Soldier Missing From Korean War Accounted For (Mitchell)

Release No: 17-042 May 30, 2017
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The Defense POW/MIA Accounting Agency (DPAA) announced today that the remains of a U.S. serviceman missing from the Korean War, have been identified and will be returned to his family for burial with full military honors.



Army Pfc. Robert E. Mitchell, 19, of Searcy, Arkansas, will be buried June 3 in Beebe, Arkansas. On Sept. 6, 1950, Mitchell was assigned to Company F, 2nd Battalion, 38th Infantry Regiment, 2nd Infantry Division, when his unit was attacking enemy forces of the Korean People’s Army (KPA) that had penetrated the Naktong Bulge portion of the Pusan Perimeter near Am-sin, South Korea. Following the series of attacks, Mitchell could not be accounted for and was reported missing in action.



During the war, Mitchell was not listed on any Chinese People’s Volunteer Forces or KPA’s prisoner of war lists.



In February and March 1953, an American Graves Registration Service team searched the last-known location for Mitchell, with negative results. Based on the lack of information, the AGRS declared Mitchell non-recoverable.



Additionally, following the war, during “Operation Little/Big Switch,” when the prisoners of war were returned, no repatriated Americans were able to provide any information on Mitchell. Based on the lack of information, the U.S. Army declared Mitchell deceased as of Dec. 31, 1953.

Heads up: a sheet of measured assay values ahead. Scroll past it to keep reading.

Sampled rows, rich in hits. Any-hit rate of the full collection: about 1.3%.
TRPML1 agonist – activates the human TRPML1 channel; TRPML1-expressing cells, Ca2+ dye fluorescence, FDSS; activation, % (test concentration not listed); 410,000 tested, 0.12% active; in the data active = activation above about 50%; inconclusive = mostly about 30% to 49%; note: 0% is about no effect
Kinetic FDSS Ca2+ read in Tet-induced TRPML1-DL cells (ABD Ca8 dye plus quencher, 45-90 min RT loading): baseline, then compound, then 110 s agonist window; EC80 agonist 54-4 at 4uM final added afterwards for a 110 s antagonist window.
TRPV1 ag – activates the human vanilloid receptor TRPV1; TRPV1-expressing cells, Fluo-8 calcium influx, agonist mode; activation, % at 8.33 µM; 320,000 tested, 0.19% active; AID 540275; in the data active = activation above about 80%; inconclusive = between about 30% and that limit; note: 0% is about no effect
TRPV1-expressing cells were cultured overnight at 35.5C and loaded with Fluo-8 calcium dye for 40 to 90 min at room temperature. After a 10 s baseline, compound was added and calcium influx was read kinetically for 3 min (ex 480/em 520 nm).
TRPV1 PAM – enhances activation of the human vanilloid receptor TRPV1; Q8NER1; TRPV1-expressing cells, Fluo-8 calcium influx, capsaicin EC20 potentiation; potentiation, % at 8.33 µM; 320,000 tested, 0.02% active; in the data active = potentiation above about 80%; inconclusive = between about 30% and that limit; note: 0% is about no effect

On July 10, 1952, the 565th Graves Registration Company recovered remains from a shallow grave near Hwasan-dong, South Korea, approximately 3.5 miles from where Mitchell was last seen. A local resident reported that he had buried the remains in a foxhole around Sept. 30, 1950. These remains, designated X-5698, were not able to be identified and were interred in the National Memorial Cemetery of the Pacific.



Although the U.S. Army Graves Registration Service planned to recover American remains that remained north of the Korean Demilitarized Zone after the war, administrative details between the United Nations Command and North Korea complicated recovery efforts. An agreement was made and in September and October 1954, in what was known as Operation Glory, remains were returned. However, Mitchell’s remains were not included and he was declared non-recoverable.



In late 2014, DPAA disinterred Unknown X-5698 Tanggok, based on research and a tentative name association. Unknown X-5698 was disinterred from the National Memorial Cemetery of the Pacific in Honolulu and accessioned to the DPAA laboratory on May 16, 2016.



To identify Mitchell’s remains, scientists from DPAA and the Armed Forces Medical Examiner System used mitochondrial (mtDNA) DNA analysis, which matched a sister and a nephew, as well as laboratory analysis, including dental, anthropological and chest radiograph comparison analysis, which matched his records, and circumstantial evidence.



Today, 7,747 Americans remain unaccounted for from the Korean War. Using modern technology, identifications continue to be made from remains that were previously returned by North Korean officials or recovered from North Korea by American recovery teams.



For additional information on the Defense Department’s mission to account for Americans who went missing while serving our country, visit the DPAA website at www.dpaa.mil, find us on social media at www.facebook.com/dodpaa or call (703) 699-1420.